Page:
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Bar News - August 19, 2015

Workers’ Compensation & Personal Injury: Beyond the Numbers: Controlling Workers Compensation Costs


When a business encounters a rise in workers compensation costs, the immediate response often focuses on loss control, reducing spending and overall insurance costs. However, given the continued annual rise in insurance premiums, and the fact that New Hampshire has been identified as one of the most expensive states for workers compensation coverage in the country (according to a recent article in the Insurance Journal), such cost saving attempts are likely only temporary.

The real key to reducing workers compensation costs is loss prevention – preventing the work-related injuries and illnesses from occurring in the first place. Making workplace safety an overall company priority can not only keep employers compliant with regulatory requirements and improve productivity and efficiency, but also often results in reducing workers compensation costs. The following are some tips for preventing work-related injuries and illnesses in an effort to reduce overall workers compensation costs.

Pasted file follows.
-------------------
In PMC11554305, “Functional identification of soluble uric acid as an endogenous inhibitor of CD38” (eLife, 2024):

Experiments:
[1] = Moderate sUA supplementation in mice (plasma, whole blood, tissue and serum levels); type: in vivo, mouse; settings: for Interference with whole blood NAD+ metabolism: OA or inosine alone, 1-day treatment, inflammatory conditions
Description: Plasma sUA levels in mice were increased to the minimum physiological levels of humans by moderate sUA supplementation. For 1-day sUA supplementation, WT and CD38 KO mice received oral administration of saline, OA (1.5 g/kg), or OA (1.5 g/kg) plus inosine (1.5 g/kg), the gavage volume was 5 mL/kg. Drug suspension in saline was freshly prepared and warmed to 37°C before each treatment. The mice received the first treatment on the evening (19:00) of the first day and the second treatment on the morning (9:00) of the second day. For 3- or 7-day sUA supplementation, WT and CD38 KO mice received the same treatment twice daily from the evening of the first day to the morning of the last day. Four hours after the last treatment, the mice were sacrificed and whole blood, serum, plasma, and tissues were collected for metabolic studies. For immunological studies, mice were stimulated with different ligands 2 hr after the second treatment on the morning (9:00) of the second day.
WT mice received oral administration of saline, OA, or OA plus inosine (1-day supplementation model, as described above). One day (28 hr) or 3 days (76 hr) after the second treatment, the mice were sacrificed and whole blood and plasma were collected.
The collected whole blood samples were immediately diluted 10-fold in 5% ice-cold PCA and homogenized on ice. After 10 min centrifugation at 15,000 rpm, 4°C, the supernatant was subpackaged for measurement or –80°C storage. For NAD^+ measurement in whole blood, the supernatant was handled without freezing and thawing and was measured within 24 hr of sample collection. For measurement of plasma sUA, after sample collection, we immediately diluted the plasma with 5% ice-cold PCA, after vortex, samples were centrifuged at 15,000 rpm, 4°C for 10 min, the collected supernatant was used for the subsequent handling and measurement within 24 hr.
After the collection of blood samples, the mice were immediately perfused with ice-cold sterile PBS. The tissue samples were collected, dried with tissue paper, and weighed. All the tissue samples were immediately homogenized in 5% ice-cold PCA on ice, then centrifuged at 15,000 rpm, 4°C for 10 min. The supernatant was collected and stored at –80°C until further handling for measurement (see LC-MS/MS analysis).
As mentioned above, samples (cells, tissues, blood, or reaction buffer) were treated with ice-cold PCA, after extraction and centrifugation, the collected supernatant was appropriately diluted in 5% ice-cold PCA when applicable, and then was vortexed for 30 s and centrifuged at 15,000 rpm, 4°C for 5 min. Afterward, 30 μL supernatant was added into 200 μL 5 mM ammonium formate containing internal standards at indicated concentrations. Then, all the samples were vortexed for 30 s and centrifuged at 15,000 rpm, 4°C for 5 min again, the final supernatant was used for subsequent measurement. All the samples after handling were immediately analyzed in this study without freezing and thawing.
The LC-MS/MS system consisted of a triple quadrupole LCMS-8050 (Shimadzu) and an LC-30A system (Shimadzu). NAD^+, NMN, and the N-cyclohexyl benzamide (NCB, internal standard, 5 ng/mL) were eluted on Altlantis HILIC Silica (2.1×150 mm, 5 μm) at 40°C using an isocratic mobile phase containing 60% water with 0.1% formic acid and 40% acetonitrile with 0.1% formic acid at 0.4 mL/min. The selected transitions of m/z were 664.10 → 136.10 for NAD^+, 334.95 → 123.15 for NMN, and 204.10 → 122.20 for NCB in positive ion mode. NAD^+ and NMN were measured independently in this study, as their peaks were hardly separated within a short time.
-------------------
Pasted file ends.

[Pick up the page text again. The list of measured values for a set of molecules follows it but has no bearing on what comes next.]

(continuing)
Performing post-incident investigations (investigation of an incident where an employee is hurt or where there is a near miss or close call), allows the employer to identify existing workplace hazards, institute corrective actions, and ultimately prevent future incidents. The post-incident investigation can be used as a tool for identifying the root cause of hazards and for formulating appropriate corrective actions.

Tips for Conducting Post-Incident Investigations